D.-L. Huang etal. / Journal of Hazardous Materials B134 (2006) 268-276 269 D,其中放入不接种也无秸秆的受污染的土壤。这样两组可以更好地看出内在固定土壤中铅的指标。两种土壤都要 培养 60 天。

2.4 土壤 pH 和铅的确定 土壤 pH 用摇晃 30 分钟 1:10 的水进行测量。铅的 5 个分数用一下表示: (i) 可溶性交换:1g 干土和 8ml 的 1 M MgCl2 (pH=7.0)分解 1 小时。 (ii) 碳酸类: (i)中的残留物和 pH 为 5 的 1 M 的 NaOAc 分解 5 小时。 (iii) Fe-Mn 氧化物: (ii)中的残留物和 0.04 M NH2OH?HCl 分解 6 小时。 (iv) 有机物: (iii)中残留物被加入 0.02M HNO3 和 30% H2O2,用 HNO3 将 pH 调为 2,混合液加热至 85°C 并保持两小时。再加入 3ml 过氧化氢。 (v) 残留态:减去其他四步所有的铅就是残留的铅。 2.5 微生物生理指标分析 这部分可以提供土壤中微生物化学的信息。和微生物 C(Cmic)的测量是用样品的熏蒸。土壤 qCO2 是土壤产生二氧 化碳和 Cmic 的比值。二氧化碳的产量是用测量的。样品置于 80 度烤箱中烘干,然后移至 550°C 排气管 5 小时。 碳键可以通过在点火时失去的重量被估测。微生物商是 Cmic 与 Corg 的比值。 2.6 BIOLOG 菌落生理分析 Kell 和 Tate 评估土壤微生物群落代谢多样性的潜在使用结构 BIOLOG。这表明碳的唯一土壤生物源利用率。5g 新鲜 的土壤增加 100 瓶的无菌水和动摇摇床为硝酸混合物加热至 85℃ 2 小时 10 分钟,10 倍系列稀释这种土壤。10-3 稀释(150μ L) ,然后到每一个结构 BIOLOG GN 板以及用于接种。这些板块在 25℃的 156h 培养。展色在 590 nm 处 测定光密度(OD) ,OD590 为每 12 小时的间隔读取。其他各井 OD590 减去 OD590 控制以及不含碳源。平均吸光度 (平均颜色的发展,AWCD) ,然后计算出每个板块,每个阅读时间,对时间 AWCD 曲线绘制。用动力学模型参数 和曲线拟合时间评估 AWCD 每个土壤样品。 2.7 数据分析 每次试验,分 3 组平行实验反应堆运行。取三个反应堆的平均值,用标准偏差来总结实验数据。BIOLOG 分析,SPSS 12.0 软件用于 Windows(SPSS 德国)的软件包,从获得的动力学参数进行统计分析。这些测试包括: (1)非线性 回归分析动力学参数值,并提出了密度依赖的 Logistic 生长曲线来描述每个土壤样品的 AWCD; (2)单向方差分析 (ANOVA)单一的时间点 OD 值和动力学模型参数。 3. 结果 3.1 土壤 PH 值随孵化的变化 在土壤培养的早期阶段,样品从反应器 A 和 B 的 pH 值略有下降。9 天之后,两个样品的 pH 值显著增加,然后趋 于稳定。pH 值上 60 天,A 变为 6.7,B 变为 7.3。在 B 土壤的 pH 值呈中性,高于在 A 的土壤。 3.2 土壤铅浓度和扩散系数(γ i) 所有土壤在孵化过程中的铅浓度变化。最高值在 A-? 土壤铅含量的可溶性交换显示的第 6 天,然后显著下降。经过 60 天的潜伏期,在 B 土壤铅可溶性交换浓度甚至下降到 0 mg/Kg,仍分别为 100.5 和 77.0mg/Kg,而在 C 土壤。结 果表明,其他四个 PB 的分数在 D 土壤对可溶性交换铅含量略有下降。经过 6 天的潜伏期,碳酸盐结合铅,有机结 合铅和 A 至 C 土壤中的残留铅明显增加,而铁锰氧化物限制的铅 18 天后增加。与对照土壤相比碳酸盐结合铅,有 机绑定铅和铅残留,和交换可溶性铅的最低浓度最高浓度,发现乙孵化后的土壤,它提供了 B 土壤中铅的最低的流 动性和铅的生物利用度。 3.3 微生物生理指标 微生物生物量,土壤有机质的生活的一部分,可以是一个很好土壤中铅的毒性的指标比较。在培养期间 Cmic 发生 了显著的变化。qCO2, CO2-C-Cmic 比例计算,高于乙土壤在整个孵化后 12 天。经过 6 天的潜伏期,Cmic 土壤有 机碳的比例, 远低于在 B 土壤。 在 B 土壤 Cmic/ Corg 第 24 天的最高值。 Cmic/ Corg 在 A 和 B 土壤的变化是相似的, 这表明对整个孵化期间的跌势。发现在土壤 B 中的 Cmic/ Nmic 整个孵化过程中的比例要低得多。 3.4 动力模型和参数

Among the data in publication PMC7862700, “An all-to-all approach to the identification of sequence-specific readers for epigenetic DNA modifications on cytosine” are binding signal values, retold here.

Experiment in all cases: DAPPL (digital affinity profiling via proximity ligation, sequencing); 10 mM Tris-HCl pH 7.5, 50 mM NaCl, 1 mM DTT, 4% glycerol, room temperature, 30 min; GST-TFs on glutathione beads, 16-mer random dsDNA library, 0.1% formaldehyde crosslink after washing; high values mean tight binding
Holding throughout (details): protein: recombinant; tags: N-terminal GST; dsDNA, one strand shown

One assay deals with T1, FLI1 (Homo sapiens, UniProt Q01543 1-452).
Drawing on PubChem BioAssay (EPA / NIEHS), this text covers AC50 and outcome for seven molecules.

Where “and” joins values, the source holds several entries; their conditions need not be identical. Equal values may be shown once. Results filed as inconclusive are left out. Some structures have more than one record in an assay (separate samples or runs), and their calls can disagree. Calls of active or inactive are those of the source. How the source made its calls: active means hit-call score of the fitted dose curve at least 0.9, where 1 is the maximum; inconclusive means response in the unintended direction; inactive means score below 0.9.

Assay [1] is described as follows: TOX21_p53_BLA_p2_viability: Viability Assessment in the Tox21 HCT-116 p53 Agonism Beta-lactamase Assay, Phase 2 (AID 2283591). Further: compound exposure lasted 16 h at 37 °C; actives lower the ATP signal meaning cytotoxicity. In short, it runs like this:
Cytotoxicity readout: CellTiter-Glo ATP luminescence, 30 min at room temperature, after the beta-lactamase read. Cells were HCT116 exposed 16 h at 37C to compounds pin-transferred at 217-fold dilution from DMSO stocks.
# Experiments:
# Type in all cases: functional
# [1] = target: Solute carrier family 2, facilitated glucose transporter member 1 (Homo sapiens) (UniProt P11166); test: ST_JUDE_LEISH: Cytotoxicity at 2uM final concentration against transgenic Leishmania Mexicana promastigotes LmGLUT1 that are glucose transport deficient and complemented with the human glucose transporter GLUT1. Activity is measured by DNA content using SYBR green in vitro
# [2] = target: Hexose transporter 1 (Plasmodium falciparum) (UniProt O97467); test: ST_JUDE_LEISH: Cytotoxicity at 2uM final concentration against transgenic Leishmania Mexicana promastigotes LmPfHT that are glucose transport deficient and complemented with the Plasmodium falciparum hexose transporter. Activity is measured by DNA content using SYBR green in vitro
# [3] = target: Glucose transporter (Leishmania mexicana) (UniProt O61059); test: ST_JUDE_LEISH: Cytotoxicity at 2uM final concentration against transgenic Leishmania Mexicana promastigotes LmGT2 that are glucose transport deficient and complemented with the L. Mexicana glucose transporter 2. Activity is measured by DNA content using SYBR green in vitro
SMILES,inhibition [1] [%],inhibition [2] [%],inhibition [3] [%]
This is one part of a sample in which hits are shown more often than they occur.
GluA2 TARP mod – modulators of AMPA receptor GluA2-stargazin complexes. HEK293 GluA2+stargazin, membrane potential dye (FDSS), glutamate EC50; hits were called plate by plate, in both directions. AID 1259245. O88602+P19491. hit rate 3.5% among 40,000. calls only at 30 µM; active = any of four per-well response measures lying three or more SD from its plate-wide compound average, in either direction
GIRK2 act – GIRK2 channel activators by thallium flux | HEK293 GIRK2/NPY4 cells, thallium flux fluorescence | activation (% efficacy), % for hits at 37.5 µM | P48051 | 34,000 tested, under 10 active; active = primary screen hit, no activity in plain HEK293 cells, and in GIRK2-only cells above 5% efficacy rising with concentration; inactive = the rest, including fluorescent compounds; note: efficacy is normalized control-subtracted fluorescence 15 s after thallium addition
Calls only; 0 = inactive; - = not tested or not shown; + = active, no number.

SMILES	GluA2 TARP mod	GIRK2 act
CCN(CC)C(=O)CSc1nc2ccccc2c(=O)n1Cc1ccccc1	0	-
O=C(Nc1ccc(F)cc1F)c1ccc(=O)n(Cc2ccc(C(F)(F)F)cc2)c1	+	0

D.-L. Huang etal. / Journal of Hazardous Materials B134 (2006) 268-276 270 样品 AWCD 由 BIOLOG 和非线性与土壤样品接种的微孔板孵育时间决定,色彩的发展曲线的形状一般是 S 型,可以 通过描述基于密度依赖的 Logistic 生长方程的动力学模型。我们用特罗姆修改公式。